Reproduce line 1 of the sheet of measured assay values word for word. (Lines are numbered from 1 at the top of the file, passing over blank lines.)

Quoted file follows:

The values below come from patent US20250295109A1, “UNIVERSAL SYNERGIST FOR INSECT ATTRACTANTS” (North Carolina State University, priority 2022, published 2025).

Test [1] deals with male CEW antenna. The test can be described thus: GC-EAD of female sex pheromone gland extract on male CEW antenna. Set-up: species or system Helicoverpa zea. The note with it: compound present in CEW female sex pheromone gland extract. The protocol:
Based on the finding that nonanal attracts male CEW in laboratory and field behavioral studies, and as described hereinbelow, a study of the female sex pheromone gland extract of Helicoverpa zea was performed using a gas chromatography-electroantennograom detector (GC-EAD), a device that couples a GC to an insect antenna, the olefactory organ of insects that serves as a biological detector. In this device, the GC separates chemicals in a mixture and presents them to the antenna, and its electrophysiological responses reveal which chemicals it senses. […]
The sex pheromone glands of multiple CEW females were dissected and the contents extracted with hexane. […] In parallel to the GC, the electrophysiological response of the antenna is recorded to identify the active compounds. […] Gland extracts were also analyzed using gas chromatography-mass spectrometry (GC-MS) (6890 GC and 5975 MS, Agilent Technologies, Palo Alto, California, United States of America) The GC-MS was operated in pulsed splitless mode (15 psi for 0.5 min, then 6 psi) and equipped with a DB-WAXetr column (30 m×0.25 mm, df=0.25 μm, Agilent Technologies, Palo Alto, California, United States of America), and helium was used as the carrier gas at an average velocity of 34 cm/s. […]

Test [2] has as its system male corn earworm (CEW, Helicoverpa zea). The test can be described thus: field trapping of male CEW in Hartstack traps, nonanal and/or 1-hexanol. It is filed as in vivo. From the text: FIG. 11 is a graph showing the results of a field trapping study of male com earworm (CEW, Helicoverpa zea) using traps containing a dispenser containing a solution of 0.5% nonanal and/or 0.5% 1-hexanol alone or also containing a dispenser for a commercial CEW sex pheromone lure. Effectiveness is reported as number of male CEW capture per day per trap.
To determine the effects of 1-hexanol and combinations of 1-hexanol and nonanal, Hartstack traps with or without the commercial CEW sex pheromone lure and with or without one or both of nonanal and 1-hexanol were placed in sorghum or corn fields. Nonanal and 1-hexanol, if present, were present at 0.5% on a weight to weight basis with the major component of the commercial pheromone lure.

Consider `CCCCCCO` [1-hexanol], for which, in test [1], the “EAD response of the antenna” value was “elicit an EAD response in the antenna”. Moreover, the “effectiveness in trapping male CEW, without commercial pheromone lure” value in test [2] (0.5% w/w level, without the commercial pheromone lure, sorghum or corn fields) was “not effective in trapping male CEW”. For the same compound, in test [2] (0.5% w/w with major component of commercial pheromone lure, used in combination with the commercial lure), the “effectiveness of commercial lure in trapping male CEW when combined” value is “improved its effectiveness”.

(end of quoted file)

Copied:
The values below come from patent US20250295109A1, “UNIVERSAL SYNERGIST FOR INSECT ATTRACTANTS” (North Carolina State University, priority 2022, published 2025).